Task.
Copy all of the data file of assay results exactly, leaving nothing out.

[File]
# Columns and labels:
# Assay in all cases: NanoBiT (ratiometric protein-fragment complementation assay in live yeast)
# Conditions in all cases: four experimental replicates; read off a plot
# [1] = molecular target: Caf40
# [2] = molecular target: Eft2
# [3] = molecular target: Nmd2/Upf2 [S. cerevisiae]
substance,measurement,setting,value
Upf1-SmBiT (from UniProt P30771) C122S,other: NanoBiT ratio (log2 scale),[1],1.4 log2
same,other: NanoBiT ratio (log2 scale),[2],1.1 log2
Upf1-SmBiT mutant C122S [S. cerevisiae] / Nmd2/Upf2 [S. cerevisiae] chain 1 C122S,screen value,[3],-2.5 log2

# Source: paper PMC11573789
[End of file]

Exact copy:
# Columns and labels:
# Assay in all cases: NanoBiT (ratiometric protein-fragment complementation assay in live yeast)
# Conditions in all cases: four experimental replicates; read off a plot
# [1] = molecular target: Caf40
# [2] = molecular target: Eft2
# [3] = molecular target: Nmd2/Upf2 [S. cerevisiae]
substance,measurement,setting,value
Upf1-SmBiT (from UniProt P30771) C122S,other: NanoBiT ratio (log2 scale),[1],1.4 log2
same,other: NanoBiT ratio (log2 scale),[2],1.1 log2
Upf1-SmBiT mutant C122S [S. cerevisiae] / Nmd2/Upf2 [S. cerevisiae] chain 1 C122S,screen value,[3],-2.5 log2

# Source: paper PMC11573789